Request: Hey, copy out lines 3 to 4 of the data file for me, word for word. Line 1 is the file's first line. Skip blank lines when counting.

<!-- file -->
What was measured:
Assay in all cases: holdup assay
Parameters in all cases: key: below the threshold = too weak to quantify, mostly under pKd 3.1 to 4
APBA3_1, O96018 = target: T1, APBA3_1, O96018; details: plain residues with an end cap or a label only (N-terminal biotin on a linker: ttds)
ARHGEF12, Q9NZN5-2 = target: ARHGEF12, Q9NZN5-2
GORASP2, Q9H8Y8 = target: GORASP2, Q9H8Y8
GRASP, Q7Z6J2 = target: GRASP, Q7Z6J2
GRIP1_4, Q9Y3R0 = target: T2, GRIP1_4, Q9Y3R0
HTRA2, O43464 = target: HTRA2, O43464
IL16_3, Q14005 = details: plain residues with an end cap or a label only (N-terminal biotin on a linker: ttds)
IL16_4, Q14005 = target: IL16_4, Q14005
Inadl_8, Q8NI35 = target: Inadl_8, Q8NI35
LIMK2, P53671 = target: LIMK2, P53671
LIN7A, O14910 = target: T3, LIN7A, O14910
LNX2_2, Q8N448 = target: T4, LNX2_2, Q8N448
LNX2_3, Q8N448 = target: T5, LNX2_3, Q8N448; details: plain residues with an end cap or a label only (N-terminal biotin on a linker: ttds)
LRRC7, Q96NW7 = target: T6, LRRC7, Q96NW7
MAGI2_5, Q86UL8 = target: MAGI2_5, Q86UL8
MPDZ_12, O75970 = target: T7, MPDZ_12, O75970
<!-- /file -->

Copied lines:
Parameters in all cases: key: below the threshold = too weak to quantify, mostly under pKd 3.1 to 4
APBA3_1, O96018 = target: T1, APBA3_1, O96018; details: plain residues with an end cap or a label only (N-terminal biotin on a linker: ttds)